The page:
11 key takeaways from the IPCC report for travel industry

The latest IPCC report (Climate Change 2022: Mitigation of Climate Change) has been released. It contains a list of specific and measurable solutions we should take to mitigate climate change. Here are the main conclusions concerning travel, tourism, and aviation.
11 key takeaways from the IPCC report for travel industry
Written by Team Oncarbon
Climate footprint data for travel products
April 5, 2022

The latest report from the IPCC (Intergovernmental Panel on Climate Change) brings some positive news: We can halve emissions by 2030. We have the tools and know-how required to limit warming. But the evidence is clear: we must act now.

“Having the right policies, infrastructure and technology in place to enable changes to our lifestyles and behavior can result in a 40-70% reduction in greenhouse gas emissions by 2050. This offers significant untapped potential. The evidence also shows that these lifestyle changes can improve our health and wellbeing.” IPCC Working Group III Co-Chair Priyadarshi Shukla

One chapter of the IPCC report is devoted to transportation (including travel). Profound changes are needed in the sector to meet climate goals, and decarbonizing the aviation industry remains a major challenge. Here are 11 key findings from the IPCC report that every travel business owner should know.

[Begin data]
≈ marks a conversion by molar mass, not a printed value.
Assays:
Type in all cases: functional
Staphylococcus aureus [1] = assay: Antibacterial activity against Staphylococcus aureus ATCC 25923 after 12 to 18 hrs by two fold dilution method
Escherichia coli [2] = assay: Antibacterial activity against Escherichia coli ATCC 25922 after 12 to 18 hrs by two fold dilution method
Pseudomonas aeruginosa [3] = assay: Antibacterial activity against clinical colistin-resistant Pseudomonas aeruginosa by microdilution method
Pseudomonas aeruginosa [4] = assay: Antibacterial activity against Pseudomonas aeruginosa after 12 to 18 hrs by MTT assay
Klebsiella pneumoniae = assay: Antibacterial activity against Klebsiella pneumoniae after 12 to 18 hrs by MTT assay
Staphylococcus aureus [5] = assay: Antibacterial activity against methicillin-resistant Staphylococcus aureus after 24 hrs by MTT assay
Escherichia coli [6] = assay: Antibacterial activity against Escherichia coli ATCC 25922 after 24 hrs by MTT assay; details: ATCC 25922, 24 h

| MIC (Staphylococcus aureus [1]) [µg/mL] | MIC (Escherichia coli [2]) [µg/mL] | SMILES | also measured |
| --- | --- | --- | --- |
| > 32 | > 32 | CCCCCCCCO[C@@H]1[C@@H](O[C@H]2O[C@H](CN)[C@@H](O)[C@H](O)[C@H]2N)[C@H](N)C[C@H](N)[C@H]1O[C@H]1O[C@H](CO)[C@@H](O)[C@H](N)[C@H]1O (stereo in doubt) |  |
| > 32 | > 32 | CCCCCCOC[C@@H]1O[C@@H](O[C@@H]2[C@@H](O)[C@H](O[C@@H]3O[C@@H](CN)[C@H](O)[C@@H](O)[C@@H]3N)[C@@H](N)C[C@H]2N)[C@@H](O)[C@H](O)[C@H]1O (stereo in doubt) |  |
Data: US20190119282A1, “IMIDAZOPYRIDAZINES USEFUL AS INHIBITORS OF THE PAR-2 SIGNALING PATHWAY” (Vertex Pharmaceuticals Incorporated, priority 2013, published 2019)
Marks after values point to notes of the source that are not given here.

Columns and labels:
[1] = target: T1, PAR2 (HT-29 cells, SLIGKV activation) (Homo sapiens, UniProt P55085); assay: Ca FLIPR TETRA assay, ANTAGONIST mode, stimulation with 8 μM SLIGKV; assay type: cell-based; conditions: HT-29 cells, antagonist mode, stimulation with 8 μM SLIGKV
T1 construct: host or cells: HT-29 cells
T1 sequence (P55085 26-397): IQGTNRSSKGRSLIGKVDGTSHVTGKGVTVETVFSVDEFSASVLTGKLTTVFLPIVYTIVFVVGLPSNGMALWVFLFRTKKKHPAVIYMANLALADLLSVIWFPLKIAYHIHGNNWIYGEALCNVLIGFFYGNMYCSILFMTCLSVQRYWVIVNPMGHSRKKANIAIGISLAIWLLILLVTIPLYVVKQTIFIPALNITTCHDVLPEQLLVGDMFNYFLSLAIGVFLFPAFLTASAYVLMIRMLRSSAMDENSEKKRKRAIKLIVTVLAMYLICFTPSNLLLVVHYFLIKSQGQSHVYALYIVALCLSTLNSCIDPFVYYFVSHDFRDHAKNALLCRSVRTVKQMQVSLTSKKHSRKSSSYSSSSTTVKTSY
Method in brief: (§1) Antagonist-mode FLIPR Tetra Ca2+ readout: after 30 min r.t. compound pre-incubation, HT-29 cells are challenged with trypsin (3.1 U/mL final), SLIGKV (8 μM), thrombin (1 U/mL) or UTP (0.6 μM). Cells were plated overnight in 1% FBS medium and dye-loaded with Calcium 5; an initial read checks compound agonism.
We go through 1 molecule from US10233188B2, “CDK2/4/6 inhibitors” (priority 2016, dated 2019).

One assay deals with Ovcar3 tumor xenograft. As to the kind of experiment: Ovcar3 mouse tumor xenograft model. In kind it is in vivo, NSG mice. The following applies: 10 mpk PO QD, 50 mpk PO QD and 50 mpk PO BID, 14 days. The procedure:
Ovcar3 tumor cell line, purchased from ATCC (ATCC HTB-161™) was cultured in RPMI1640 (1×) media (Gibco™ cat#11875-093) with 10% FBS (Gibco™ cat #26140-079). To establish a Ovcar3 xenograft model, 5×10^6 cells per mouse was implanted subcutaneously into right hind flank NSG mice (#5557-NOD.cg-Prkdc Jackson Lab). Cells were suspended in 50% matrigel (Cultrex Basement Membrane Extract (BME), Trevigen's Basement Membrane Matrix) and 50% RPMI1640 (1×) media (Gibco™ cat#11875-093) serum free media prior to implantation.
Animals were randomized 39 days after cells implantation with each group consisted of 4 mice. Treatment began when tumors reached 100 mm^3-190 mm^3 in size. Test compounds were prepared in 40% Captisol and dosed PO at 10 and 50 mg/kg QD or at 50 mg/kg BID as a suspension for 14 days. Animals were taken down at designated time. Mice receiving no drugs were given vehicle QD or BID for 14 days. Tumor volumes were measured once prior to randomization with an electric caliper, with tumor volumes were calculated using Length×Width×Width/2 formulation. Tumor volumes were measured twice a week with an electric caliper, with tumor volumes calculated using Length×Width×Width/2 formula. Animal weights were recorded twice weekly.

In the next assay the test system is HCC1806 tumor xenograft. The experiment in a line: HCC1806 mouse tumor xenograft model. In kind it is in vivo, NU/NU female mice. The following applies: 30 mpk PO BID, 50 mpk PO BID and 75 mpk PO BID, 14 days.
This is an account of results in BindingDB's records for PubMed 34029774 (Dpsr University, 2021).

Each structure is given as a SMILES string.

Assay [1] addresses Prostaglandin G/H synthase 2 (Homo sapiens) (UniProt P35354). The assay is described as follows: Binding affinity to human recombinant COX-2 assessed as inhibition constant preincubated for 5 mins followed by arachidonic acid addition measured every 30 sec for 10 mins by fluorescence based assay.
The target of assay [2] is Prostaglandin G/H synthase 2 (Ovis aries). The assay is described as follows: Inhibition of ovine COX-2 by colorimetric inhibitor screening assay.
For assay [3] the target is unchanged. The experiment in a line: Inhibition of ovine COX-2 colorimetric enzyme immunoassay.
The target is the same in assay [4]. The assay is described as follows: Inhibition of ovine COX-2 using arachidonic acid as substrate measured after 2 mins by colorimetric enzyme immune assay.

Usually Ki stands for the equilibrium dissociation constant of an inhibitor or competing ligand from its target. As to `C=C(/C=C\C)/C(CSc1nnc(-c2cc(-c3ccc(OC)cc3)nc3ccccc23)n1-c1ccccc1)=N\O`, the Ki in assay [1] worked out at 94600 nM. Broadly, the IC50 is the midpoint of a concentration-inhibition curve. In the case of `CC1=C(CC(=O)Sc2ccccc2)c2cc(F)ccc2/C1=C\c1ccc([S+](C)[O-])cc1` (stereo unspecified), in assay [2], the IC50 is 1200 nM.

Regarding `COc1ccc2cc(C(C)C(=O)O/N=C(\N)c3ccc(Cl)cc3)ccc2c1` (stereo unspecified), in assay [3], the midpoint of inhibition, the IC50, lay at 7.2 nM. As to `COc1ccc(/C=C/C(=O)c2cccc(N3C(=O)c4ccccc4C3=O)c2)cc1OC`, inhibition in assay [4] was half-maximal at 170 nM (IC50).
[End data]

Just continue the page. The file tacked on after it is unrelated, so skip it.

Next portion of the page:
1. Air traffic up, but during COVID, emissions came down

Between 2010 and 2019, air traffic grew by 3.3% year over year, but due to lockdowns and restrictions on travel, emissions from international air travel fell by 45% in 2020 compared to 2019.

In 2019, direct GHG emissions from the transport sector accounted for 23% of global energy-related CO2 emissions. 12% of direct transport emissions came from aviation.

2. The future of aviation

It is very uncertain how aviation will recover from the COVID-19 pandemic, but according to the International Energy Agency’s scenario, aviation will return to 2019 levels in three years and then continue to grow.

3. The aviation industry remains hard to decarbonize

Although major investments have been made in engine technology to improve fuel-burning efficiency, there will be no major changes to aircraft configurations until at least 2037. The IPCC report also notes that aircraft navigation is relatively efficient from a global perspective, and CO2 emissions reductions from improved aircraft technology or operations are limited and cannot keep pace with projected growth.

4. New fuels can reduce aviation emissions

The sources cited by the IPCC claim that the only way to reduce emissions is to use lower-carbon biofuels or synthetic aviation fuels. For shorter distances, light aircraft carrying up to 50 passengers could be powered by electricity. A major obstacle to sustainable aviation fuels is their cost, which is about three times the price of kerosene.

5. Declaring flight emissions might become mandatory

Proposed measures to influence air travel demand include regulations to ban frequent flyer reward schemes and including all taxes and fees that airline tickets are currently exempted from.

Another idea is to require all airlines to provide information to potential consumers about the emissions of their flights.

Some airlines and travel agencies already do that and communicate the carbon footprint of their products. If you want to learn more about how to implement such a solution, contact us at Oncarbon.

6. Increased interest in high-speed rail